A HANOVERIAN-ENGLISH OFFICER A HUNDRED YEARS AGO. MEMOIRS OF BARON OMPTEDA, COLONEL IN THE KING'S GERMAN LEGION, 26TH NOVEMBER, 1765, TO 18TH JUNE, 1815.

Ompteda, Baron. (Ed., by Hill, John.).


£400.00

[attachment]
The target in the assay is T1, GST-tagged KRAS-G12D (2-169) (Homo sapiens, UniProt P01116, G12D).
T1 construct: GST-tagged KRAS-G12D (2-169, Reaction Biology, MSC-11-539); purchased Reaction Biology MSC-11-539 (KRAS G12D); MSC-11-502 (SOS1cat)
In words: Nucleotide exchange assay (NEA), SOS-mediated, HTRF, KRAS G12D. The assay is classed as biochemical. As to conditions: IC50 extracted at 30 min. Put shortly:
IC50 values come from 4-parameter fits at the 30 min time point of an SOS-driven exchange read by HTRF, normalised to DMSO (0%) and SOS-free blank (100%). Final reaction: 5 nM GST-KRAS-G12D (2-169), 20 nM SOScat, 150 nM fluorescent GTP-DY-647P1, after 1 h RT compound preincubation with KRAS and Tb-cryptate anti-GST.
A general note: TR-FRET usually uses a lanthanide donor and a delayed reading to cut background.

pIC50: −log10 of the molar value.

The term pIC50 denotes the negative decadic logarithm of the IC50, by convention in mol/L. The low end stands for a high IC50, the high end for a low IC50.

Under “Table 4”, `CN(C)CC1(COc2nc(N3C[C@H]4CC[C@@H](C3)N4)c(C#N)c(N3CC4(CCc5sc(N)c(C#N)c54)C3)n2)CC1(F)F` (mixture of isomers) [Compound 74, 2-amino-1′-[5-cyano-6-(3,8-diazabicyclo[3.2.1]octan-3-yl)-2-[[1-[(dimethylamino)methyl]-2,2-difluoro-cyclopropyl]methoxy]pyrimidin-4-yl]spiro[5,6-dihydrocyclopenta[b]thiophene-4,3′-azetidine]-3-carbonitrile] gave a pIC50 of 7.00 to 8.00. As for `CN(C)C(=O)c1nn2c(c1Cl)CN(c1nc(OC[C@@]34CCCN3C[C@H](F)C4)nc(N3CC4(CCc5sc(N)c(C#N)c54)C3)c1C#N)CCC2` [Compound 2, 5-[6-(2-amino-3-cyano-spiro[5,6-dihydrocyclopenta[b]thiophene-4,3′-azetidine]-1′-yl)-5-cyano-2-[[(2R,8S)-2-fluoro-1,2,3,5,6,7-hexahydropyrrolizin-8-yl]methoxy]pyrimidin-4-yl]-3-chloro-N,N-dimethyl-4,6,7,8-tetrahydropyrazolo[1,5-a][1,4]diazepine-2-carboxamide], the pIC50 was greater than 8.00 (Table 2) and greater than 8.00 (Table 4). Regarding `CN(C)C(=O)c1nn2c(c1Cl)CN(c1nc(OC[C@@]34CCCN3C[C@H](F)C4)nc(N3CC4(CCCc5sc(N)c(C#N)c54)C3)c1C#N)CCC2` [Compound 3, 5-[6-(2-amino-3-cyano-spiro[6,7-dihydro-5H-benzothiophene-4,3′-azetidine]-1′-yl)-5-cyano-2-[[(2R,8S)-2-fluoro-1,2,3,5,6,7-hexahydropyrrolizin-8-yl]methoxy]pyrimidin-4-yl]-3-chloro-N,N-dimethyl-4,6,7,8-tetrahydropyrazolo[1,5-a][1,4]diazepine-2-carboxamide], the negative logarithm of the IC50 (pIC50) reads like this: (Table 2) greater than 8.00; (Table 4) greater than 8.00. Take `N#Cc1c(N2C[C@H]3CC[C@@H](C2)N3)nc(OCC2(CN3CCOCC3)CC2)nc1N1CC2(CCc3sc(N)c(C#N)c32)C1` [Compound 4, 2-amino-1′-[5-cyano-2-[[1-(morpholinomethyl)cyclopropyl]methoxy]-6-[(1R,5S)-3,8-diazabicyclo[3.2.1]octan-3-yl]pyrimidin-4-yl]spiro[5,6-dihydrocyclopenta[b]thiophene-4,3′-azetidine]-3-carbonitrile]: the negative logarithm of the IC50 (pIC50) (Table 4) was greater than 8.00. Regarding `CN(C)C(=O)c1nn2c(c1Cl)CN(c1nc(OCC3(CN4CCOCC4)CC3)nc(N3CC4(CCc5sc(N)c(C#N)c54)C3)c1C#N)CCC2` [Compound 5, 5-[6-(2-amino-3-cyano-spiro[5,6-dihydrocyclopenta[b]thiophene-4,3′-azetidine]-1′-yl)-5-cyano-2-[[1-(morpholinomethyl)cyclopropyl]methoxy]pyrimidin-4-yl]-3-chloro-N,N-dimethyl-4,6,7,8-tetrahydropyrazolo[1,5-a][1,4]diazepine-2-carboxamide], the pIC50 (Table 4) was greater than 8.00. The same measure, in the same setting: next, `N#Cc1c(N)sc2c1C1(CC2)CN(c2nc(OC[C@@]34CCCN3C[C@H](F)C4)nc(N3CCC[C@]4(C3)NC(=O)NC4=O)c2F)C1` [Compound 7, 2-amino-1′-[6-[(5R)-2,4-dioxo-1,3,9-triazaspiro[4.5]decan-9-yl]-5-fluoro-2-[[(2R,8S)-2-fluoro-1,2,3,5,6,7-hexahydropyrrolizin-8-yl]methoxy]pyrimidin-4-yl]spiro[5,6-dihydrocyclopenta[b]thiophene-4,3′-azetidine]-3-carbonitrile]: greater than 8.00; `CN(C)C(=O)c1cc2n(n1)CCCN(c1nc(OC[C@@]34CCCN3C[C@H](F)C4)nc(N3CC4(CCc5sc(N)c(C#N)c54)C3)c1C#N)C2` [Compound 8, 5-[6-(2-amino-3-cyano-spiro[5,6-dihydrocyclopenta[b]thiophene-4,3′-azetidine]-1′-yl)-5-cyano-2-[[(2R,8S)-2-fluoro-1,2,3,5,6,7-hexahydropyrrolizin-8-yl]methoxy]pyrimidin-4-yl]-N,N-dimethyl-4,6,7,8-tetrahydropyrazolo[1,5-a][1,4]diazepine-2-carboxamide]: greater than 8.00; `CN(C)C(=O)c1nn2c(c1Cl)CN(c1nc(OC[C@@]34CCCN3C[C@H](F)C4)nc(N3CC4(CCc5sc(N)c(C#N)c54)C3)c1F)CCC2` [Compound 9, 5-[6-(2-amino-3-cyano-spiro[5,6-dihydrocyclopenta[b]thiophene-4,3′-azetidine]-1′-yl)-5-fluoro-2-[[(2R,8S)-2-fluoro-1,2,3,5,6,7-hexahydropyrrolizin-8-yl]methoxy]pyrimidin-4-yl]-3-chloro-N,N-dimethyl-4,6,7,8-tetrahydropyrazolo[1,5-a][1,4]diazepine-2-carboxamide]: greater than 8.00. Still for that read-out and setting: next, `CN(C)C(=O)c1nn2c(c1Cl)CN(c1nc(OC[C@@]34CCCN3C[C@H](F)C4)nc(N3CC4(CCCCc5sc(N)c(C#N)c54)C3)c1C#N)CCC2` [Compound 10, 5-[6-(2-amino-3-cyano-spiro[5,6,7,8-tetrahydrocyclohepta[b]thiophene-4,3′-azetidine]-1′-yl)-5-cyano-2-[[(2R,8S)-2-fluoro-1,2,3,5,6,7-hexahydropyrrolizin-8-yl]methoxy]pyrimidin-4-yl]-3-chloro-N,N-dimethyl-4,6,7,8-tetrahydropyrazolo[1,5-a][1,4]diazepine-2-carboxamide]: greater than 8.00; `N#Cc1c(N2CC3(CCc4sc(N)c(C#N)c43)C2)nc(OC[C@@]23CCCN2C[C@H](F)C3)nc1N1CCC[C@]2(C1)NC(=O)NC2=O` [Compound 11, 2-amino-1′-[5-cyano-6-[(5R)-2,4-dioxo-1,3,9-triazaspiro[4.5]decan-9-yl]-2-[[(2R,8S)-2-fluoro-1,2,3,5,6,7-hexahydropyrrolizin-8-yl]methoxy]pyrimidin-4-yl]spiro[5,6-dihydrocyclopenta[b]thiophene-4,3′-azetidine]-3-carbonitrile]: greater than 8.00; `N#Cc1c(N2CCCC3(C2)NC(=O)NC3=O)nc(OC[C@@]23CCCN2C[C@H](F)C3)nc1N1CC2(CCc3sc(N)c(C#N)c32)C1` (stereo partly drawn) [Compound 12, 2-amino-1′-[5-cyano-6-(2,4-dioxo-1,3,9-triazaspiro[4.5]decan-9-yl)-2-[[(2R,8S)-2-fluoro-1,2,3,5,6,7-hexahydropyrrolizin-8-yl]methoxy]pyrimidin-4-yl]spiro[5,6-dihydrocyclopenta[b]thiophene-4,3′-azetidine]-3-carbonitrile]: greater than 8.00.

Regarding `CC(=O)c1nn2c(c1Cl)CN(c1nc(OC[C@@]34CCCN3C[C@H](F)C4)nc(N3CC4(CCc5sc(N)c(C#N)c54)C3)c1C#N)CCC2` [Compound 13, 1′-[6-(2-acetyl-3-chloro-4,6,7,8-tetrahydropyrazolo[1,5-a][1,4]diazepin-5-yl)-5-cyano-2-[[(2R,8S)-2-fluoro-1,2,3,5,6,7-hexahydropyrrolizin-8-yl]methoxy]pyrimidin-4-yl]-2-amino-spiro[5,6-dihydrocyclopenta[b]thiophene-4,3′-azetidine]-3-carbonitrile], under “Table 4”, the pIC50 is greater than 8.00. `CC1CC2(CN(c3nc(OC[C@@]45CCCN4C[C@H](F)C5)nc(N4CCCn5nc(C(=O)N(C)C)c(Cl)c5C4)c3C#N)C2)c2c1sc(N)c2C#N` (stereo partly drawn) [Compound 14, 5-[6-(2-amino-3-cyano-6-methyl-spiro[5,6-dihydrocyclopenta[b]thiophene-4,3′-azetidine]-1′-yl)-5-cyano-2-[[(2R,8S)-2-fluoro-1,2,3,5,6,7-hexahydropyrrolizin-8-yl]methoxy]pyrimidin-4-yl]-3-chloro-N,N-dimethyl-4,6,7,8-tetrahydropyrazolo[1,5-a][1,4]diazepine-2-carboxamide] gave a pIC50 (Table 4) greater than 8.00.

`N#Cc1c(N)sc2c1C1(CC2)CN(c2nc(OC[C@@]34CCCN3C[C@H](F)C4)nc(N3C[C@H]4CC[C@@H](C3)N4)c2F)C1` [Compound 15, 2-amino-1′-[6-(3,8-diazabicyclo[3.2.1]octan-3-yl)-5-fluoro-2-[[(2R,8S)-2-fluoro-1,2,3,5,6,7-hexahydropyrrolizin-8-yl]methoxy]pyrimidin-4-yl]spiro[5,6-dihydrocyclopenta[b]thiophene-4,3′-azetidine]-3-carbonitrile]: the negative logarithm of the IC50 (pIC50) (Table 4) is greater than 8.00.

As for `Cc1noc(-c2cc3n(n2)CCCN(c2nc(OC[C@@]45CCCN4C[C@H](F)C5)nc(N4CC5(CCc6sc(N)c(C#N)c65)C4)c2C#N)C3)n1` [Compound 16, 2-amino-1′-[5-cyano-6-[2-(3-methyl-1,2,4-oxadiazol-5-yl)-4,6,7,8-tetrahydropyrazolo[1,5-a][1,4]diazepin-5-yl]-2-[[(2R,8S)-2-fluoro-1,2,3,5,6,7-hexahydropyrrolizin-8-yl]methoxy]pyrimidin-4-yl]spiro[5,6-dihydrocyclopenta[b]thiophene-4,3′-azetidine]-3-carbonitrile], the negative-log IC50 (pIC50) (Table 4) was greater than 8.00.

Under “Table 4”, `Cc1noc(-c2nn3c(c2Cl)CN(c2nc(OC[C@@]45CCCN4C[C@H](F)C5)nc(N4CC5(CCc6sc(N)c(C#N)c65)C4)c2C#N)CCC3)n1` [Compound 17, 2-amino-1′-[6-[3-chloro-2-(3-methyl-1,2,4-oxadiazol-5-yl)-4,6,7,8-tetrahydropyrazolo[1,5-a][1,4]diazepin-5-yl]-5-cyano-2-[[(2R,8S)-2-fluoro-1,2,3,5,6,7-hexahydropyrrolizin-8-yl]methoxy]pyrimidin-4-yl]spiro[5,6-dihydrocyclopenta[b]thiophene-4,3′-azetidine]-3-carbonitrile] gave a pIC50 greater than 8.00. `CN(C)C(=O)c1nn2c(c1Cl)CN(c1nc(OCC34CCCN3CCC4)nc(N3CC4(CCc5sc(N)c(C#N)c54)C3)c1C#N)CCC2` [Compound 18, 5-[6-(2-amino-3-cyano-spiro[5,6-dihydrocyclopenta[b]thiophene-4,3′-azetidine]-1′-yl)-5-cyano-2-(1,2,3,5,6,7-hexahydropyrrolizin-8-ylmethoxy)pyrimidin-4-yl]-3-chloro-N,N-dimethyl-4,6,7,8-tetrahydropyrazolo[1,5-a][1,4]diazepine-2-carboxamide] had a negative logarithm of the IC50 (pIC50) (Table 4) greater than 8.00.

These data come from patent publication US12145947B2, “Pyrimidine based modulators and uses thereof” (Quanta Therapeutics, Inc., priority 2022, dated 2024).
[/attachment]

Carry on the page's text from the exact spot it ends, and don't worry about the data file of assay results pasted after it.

1st ed., 1892. Viii + 320 + 8 pp., frontis., guarded. Original navy cloth; gilt title & ill., of a medal to front cover; gilt title to spine; 22 x 14cm. Bookplate to f.e.p., light wear to foot of front cover o/w V.G. Here are the memoirs of Colonel Christian von Ompteda, a Baron, edited by his grandnephew, Baron Louis von Ompteda. Colonel Ompteda, 1765-1815, was one of the most distinguished Hanoverian officers of the Napoleonic period. He served in The Netherlands in 1793-5 and was orderly to the Duke of York, but he was wounded and suffered the first of his mental breakdowns. One of the early members of the King's German Legion, he commanded the 1st Line Battalion and was exchanged after being shipwrecked on the Dutch coast in 1807. He sailed for the Peninsula in 1808 but a further bout of mental instability led to his retirement. His friend Scharnhorst helped his recovery until Ompteda rejoined the Legion as commander of the 1st Light Battalion in 1812, serving through the remainder of the Peninsular War which included the Battle of Vittoria, the storm of Tolosa, the siege of San Sebastian, fighting on the Nive, and the siege of Bayonne, 1814. In the Hundred Days campaign he commanded the 2nd K. G. L. Brigade, which included his own 5th Line Battalion. At Waterloo, ordered by the Prince of Orange and Alten to make a suicidal attack, he calmly drew his sword, asked a friend to try to save his nephews, and rode off at the head of his men. As he had realised, the order resulted in the near destruction of his battalion but he carried it out without hesitation and was last seen surrounded by French troops. Shot through the neck, his body was recovered and buried near the gate of La Haye Sainte. Illustrated with a frontispiece, this volume is a copy of the VERY SCARCE FIRST EDITION.


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